Rare and common genetic variations responsible for high triglyceride levels in blood

July 25, 2010

It can make blood look like cream of tomato soup. Patients with high levels of triglycerides in their blood, a disease called hypertriglyceridemia (HTG) face an increased risk for heart disease and stroke. HTG affects one in 20 people in North America and is also associated with obesity, diabetes and pancreatitis. Most people now understand the importance of LDL, the bad cholesterol and HDL, the good cholesterol, to their overall health. But high triglycerides are like the Rodney Dangerfield of the lipid world: they get less respect and notoriety compared to their cholesterol cousins. Doctors are often uncertain about how best to treat patients with this condition. Understanding the genes that make patients susceptible to HTG could provide clues to newer, better treatments.

In a new study published online in Nature Genetics, Dr. Robert Hegele of the Robarts Research Institute, Schulich School of Medicine & Dentistry at The University of Western Ontario (London, Canada) has shown that it's a combination of both common and rare variants or 'misprints' in several genes that add up and put a patient at risk of developing HTG. Working with graduate student Christopher Johansen, Dr. Hegele used two different methods to uncover the complex genetic basis of HTG in more than 500 patients.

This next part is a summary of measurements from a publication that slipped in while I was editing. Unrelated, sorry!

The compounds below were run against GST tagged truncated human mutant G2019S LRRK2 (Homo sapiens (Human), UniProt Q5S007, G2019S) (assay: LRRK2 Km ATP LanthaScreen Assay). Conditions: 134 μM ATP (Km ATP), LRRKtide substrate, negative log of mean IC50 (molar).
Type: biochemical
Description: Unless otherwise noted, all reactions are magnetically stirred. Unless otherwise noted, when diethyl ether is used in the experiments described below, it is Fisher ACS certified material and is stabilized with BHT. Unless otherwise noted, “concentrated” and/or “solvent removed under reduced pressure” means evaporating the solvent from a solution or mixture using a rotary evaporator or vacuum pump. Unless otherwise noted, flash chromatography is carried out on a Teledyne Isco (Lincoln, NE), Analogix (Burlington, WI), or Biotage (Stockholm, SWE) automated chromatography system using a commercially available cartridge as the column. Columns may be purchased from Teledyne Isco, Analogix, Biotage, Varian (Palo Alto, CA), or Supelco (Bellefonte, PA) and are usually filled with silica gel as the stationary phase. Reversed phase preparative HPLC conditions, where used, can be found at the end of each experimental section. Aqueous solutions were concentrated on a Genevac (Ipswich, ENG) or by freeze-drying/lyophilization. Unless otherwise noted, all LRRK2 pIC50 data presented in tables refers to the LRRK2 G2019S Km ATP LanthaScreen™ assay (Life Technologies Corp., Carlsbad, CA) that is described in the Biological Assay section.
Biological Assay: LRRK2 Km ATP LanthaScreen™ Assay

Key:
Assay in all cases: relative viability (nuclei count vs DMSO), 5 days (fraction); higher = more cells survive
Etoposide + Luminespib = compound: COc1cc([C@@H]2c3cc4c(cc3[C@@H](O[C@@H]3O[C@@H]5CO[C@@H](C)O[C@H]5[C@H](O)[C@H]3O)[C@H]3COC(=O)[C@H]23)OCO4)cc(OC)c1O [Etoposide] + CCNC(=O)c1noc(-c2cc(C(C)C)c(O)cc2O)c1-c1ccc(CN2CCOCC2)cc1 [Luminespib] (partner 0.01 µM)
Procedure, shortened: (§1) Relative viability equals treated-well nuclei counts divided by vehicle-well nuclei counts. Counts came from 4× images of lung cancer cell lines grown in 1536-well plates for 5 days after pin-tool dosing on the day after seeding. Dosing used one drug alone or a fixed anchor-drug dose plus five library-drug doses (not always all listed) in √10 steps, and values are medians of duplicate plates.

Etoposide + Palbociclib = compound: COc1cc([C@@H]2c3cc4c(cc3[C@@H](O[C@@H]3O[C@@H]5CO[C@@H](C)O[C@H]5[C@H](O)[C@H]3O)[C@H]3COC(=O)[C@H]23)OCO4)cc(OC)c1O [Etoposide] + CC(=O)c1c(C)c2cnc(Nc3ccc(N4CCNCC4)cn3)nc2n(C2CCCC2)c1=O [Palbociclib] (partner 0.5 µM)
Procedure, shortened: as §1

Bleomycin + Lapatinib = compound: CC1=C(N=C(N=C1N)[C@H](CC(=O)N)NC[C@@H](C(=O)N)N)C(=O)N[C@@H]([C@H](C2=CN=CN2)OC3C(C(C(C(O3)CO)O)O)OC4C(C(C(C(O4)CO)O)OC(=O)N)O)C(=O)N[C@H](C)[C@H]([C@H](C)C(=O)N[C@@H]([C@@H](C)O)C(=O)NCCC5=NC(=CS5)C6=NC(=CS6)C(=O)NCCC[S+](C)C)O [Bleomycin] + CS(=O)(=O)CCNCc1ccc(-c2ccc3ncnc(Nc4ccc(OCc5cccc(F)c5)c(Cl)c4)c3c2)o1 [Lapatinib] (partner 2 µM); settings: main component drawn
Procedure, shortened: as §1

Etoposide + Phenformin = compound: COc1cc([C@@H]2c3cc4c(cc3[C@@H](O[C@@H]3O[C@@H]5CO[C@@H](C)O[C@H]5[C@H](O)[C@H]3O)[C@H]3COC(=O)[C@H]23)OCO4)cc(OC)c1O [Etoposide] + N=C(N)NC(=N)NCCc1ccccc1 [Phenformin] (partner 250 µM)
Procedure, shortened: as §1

First, using DNA microarrays (also called gene chips) the researchers found that commonplace variants in four different genes are strongly related to having HTG. Next, using detailed DNA sequence analysis, they found that patients with HTG also had an excess of rare variants - ones only found in one or two people - in these same four genes. Cumulatively, the rare variants were found in 28 per cent of HTG patients, about twice the rate seen in healthy controls.

"This is one of the first studies that combined gene chips with DNA sequencing to examine the genomes of patients", explains Dr. Hegele, an endocrinologist and professor in the Departments of Biochemistry and Medicine at Western. "It was fortunate that we used both methods. Gene chip studies are popular nowadays and are effective at finding relationships between common genetic variants and disease. But gene chips cannot detect rare variants. For that, you need to do the more expensive and time-consuming method of DNA sequencing."

Scientists have long suspected that both common and rare genetic variants contribute to many diseases, but the study from the Robarts group now definitively shows that this is the case.

"It's also instructive that one single gene is not solely responsible for high triglyceride levels but rather a mosaic of both common and rare variations in several genes." Dr. Hegele adds that these rare variants now help explain the missing heritability of traits. "It means that to get a full picture of a patient's genetic risk, you need to consider both common and rare variants in many simultaneously, and to use methods that will detect both types of variation."

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